I chose to read Rana Dasgupta’s novel Solo for the Bulgaria leg of my Around the World in 80 Books challenge. I went to Sofia on holiday last year, and absolutely loved it; it’s probably the only capital city I have ever visited which has not succumbed entirely to tourism, and it still felt rather authentic. I have read very little set in the country though, and was very much looking forward to this novel in consequence.
Solo, which was the winner of the ‘Best Book’ category of the Commonwealth Writers’ Prize in 2010, is blurbed as ‘a book about lost roots, broken traditions and wasted endeavours – and the exquisite ways in which human beings overcome them.’ Salman Rushdie deems it ‘a novel of exceptional, astonishing strangeness’, and most of the other reviews which I have seen when scrolling through blogs and Goodreads have been largely positive.
Solo, in its first part at least, centres upon a blind chemist named Ulrich, who is ‘reaching the end of his life’s tenth decade’ in Sofia. This has caused him to comb through his life: ‘He has no wealth and no heirs, and if he has anything at all to leave behind, it will be tangled deep, and difficult to find.’ He lives in poverty, helped by his neighbours who ensure that he is fed and has company for at least part of each day. ‘The absurdity of [his] name,’ writes Dasgupta, ‘can be blamed on his father, who had a love affair with all things German. Over the years, a lot of time has gone into explaining it.’
We first meet Ulrich as a child; when his father forbids his love of music, for reasons not explained until much later in the novel, he makes friends with a boy at school named Boris, whose father has a laboratory in the family home. He begins to embark on an exploration of chemistry, and it soon becomes a large part of his life: ‘The teenager who laboured there believed he would chance upon something that would change the world forever.’ Whilst relatively well off when he is younger, taken on many foreign trips, and living in a luxurious house, Ulrich’s fortune changes when his father goes off to fight in an unnamed war, and he is left in Sofia with his mother. The family have to move to a smaller home, and uncertainty begins to rule their lives. When his father returns, ‘his left trouser leg was rolled up and empty, and his ears were damaged by the shells’. Rather than feel the pity for his father which is expected of him, Ulrich struggles with his emotions: ‘… he found it hard not to blame him for having returned so unlike himself, and over time he began to punish him in countless insidious ways.’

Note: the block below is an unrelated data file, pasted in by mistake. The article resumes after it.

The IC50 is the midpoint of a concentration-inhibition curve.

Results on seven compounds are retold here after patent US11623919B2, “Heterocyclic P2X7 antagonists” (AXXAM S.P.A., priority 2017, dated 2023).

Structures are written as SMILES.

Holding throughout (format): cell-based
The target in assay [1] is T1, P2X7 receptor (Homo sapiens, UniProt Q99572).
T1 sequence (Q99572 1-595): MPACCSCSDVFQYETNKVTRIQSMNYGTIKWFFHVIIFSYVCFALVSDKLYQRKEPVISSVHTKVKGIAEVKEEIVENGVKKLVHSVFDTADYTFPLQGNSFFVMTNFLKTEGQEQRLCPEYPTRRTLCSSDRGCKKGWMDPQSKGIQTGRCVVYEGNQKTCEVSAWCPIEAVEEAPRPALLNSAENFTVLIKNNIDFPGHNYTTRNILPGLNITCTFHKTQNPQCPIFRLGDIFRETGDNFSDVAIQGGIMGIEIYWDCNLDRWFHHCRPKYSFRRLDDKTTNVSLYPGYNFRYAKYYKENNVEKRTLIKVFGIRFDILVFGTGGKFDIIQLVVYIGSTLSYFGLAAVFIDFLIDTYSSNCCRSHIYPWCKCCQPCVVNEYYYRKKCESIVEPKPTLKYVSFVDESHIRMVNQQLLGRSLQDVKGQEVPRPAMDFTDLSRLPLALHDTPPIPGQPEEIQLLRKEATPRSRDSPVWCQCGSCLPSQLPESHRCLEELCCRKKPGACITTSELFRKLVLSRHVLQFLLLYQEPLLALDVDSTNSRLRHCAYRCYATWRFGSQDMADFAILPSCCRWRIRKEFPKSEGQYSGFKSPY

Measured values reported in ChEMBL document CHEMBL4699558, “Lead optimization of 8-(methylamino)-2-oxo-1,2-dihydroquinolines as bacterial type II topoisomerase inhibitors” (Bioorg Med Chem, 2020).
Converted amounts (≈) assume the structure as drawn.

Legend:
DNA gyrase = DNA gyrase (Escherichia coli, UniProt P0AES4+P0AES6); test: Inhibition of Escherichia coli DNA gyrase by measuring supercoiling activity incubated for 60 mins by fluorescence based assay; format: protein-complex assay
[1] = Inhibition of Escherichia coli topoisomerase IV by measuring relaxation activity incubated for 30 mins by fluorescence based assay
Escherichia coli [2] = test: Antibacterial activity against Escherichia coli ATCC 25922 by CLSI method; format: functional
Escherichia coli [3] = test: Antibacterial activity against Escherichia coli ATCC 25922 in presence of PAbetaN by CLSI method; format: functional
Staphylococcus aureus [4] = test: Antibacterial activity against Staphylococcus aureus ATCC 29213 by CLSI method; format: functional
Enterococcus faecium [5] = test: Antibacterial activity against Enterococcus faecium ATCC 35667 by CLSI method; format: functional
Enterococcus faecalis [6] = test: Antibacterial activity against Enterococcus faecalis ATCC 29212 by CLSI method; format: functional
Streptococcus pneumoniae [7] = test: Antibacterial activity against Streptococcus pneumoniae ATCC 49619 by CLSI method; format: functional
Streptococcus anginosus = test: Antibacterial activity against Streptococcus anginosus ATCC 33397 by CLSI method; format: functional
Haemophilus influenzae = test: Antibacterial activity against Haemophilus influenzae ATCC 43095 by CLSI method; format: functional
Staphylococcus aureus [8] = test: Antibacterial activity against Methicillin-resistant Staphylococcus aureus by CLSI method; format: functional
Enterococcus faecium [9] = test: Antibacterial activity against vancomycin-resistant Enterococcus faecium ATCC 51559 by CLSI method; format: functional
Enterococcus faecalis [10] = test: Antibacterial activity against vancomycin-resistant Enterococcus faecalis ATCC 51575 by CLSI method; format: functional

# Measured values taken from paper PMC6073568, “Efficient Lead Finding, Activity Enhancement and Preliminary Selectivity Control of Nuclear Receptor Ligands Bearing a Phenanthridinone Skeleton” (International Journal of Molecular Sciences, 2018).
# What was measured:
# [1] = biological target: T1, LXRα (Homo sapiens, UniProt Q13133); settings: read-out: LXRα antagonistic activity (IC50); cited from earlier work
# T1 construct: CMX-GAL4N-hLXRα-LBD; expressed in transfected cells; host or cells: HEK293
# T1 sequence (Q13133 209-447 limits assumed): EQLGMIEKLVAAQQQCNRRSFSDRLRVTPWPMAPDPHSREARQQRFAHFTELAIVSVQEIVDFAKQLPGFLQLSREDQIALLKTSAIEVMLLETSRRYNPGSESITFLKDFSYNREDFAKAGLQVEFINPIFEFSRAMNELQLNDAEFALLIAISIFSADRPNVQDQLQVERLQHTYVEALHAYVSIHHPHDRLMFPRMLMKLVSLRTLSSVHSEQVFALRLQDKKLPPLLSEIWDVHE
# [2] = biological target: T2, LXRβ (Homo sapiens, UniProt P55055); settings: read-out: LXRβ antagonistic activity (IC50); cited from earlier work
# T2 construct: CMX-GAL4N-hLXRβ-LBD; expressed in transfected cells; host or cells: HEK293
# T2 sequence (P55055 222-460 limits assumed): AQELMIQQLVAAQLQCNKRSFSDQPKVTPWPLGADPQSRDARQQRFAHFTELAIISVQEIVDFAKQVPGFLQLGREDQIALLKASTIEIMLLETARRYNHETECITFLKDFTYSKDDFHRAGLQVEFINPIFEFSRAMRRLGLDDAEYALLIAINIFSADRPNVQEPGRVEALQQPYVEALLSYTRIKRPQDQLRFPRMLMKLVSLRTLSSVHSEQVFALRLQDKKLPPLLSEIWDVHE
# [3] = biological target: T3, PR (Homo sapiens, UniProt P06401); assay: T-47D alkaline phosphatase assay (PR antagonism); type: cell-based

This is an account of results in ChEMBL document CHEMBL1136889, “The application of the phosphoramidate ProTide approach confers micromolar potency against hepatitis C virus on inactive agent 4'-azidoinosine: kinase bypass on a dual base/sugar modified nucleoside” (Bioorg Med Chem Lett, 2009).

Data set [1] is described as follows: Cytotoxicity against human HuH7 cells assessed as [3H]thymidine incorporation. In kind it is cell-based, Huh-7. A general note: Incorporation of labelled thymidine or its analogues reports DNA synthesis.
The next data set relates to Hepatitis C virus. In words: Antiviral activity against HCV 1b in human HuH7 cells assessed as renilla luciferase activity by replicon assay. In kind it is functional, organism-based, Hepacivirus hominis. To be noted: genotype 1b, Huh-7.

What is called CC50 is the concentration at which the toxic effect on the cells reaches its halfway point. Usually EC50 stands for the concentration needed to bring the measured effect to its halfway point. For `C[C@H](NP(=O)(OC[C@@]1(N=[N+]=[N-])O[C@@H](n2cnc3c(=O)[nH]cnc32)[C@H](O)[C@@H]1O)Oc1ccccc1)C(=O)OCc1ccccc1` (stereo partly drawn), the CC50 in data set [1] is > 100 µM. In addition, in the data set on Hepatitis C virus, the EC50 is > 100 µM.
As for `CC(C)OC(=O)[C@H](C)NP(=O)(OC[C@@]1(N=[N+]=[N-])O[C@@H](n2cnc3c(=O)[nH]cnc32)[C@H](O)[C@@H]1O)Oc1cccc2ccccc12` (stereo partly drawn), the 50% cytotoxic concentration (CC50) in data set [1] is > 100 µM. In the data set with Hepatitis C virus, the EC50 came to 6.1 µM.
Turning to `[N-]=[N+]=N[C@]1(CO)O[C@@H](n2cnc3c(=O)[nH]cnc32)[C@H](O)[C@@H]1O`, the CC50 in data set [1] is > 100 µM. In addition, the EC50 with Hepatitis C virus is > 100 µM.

Dasgupta’s prose is beautiful, and it has such depth to it. He recognises from the very beginning the tumultous position of Bulgaria in the wider world; it has belonged to both Europe and Asia, and is a melting pot of differing influences and customs in consequence. The historical context which is given is rich and textured. Dasgupta’s descriptions of Ulrich’s loss of sight are sensitively wrought, and appear to be highly understanding of the character’s plight: for instance, ‘The shape of the world changed when Ulrich lost his sight. When he had relied on his eyes, everything was shaped in two great shining lone rays. Without them, he sank into the black continuum of hearing, which passed through doors and walls, and to which even the interior of his own body was not closed.’
Searching and introspective, the precise and haunting story within Solo which focuses upon Ulrich is a wonder to read; he is presented as a believable and three-dimensional protagonist. Dasgupta slowly leads his reader through a life lived against rather an unstable social and historical backdrop. Whilst the first part was often achingly beautiful, I felt that the novel lost momentum somewhat when other protagonists were written about later on. These characters had not been introduced until at least a third of the way through the book, and it felt rather jarring to tear myself away from Ulrich’s story and become invested in those of others. This structure detracted rather a lot from Ulrich and his plight, and had Dasgupta focused solely upon the first protagonist here and carried his story throughout, I would more than likely have loved it.
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